5. Higuain was great against Valencia. Should he start?

Questions for Barcelona fans

  1. Do you change anything in your approach? Barca is supremely confident in their system, but they haven’t scored in open play against Madrid in 210 minutes.
  2. Should Barca sit back and wait for the second leg to attack? Cruyff will cringe if they do.
  3. Will the Blaugrana ever cross the ball? Maybe just once? See what it feels like?
  4. Who should play left back? Adriano was beaten on the winning header in the Copa del Rey. Should Maxwell get on the pitch?
  5. Should Mascherano step in for Busquets? Sergio is a great player but he has been less than effective in the past two games against Madrid.



  1. In my opinion the first leg hinges on Barcelona’s ability to attack Pepe. With no Ricardo Carvalho at his side, the belligerent, violent Pepe must be ruthlessly exposed by Messi and Co. in order to gain any joy today. Raul Albiol will likely slot in as the other centerback and while he will be tested heavily as well, without Carvalho as his security blanket, Pepe’s ability to control his aggression and not give away free kicks and be cautioned or ejected will be a major deciding factor.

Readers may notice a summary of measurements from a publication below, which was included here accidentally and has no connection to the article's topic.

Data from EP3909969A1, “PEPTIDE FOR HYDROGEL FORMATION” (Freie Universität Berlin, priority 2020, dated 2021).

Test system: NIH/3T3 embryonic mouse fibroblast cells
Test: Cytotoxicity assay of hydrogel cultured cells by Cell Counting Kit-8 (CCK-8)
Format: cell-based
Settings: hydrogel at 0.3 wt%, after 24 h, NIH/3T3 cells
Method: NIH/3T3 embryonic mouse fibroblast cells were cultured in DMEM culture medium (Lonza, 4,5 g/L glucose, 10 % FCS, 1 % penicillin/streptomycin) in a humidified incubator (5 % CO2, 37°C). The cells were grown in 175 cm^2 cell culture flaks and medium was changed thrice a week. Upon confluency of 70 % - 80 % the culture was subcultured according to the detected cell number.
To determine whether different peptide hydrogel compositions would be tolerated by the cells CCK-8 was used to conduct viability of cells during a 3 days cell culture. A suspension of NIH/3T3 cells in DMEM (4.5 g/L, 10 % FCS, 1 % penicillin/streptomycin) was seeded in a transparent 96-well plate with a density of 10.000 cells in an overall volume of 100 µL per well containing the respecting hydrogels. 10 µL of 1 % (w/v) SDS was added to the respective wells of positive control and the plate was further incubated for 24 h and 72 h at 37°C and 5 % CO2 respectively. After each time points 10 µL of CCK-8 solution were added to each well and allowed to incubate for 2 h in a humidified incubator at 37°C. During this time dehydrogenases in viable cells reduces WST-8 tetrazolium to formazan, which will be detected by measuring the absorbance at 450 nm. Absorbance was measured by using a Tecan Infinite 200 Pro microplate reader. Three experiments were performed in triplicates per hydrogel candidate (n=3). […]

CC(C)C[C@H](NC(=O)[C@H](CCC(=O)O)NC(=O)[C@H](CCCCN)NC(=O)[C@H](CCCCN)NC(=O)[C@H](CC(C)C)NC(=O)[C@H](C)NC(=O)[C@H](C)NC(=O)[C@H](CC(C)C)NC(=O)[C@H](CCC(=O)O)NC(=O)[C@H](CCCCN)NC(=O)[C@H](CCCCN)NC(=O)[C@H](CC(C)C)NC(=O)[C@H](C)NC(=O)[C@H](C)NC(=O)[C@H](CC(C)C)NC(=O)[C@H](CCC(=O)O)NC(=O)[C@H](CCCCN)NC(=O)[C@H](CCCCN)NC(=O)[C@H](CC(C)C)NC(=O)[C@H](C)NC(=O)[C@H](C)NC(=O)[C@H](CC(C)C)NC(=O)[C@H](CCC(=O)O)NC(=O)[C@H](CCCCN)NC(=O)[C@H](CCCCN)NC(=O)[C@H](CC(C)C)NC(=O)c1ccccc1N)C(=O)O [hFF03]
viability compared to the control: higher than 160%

Also, pretty sure Maxwell is injured and unavailable for Barca.

  2. Josh Trott says:

    So I’m Blaugrana all the way. And this is a big match, the biggest in football. These teams have to be the best two. Beside diehards- everyone has to agree that the winner of this takes it to Man U, who are the best in the Premiership.

    I became a fan because of the way they play, tikka taka style. However, I think you’ve raised a good point about the plan B lack. In the Copa Del Rey final, there where many opportunities for 25 yard shots, but none were taken. I would like them to show some flexibility in the ways that they attempt to score, long shoots, and crosses. That being said, they were inches away from getting their preferred type of goal numerous times in the last game.

    I still think they are a better team, and that they will produce over the two legs against RM, but Mourinho is an intimidating figure.